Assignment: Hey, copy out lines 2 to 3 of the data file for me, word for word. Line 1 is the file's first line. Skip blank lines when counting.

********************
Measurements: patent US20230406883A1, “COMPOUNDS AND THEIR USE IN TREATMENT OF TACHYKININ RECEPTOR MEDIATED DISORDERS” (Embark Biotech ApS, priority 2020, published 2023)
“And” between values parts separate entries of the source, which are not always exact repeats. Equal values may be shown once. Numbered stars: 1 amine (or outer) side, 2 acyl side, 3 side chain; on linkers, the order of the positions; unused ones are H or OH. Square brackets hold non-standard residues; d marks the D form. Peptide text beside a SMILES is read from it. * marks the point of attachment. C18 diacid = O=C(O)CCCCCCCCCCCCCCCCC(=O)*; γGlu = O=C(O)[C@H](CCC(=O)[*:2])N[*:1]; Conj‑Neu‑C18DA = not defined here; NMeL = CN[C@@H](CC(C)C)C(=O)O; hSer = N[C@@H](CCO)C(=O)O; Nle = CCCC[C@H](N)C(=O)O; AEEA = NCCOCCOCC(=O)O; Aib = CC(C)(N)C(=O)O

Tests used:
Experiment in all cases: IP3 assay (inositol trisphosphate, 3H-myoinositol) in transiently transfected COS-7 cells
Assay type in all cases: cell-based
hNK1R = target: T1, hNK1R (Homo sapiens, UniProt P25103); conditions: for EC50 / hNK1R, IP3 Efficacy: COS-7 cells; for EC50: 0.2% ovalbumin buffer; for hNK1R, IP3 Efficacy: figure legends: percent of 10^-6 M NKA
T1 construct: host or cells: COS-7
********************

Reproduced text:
“And” between values parts separate entries of the source, which are not always exact repeats. Equal values may be shown once. Numbered stars: 1 amine (or outer) side, 2 acyl side, 3 side chain; on linkers, the order of the positions; unused ones are H or OH. Square brackets hold non-standard residues; d marks the D form. Peptide text beside a SMILES is read from it. * marks the point of attachment. C18 diacid = O=C(O)CCCCCCCCCCCCCCCCC(=O)*; γGlu = O=C(O)[C@H](CCC(=O)[*:2])N[*:1]; Conj‑Neu‑C18DA = not defined here; NMeL = CN[C@@H](CC(C)C)C(=O)O; hSer = N[C@@H](CCO)C(=O)O; Nle = CCCC[C@H](N)C(=O)O; AEEA = NCCOCCOCC(=O)O; Aib = CC(C)(N)C(=O)O

Tests used: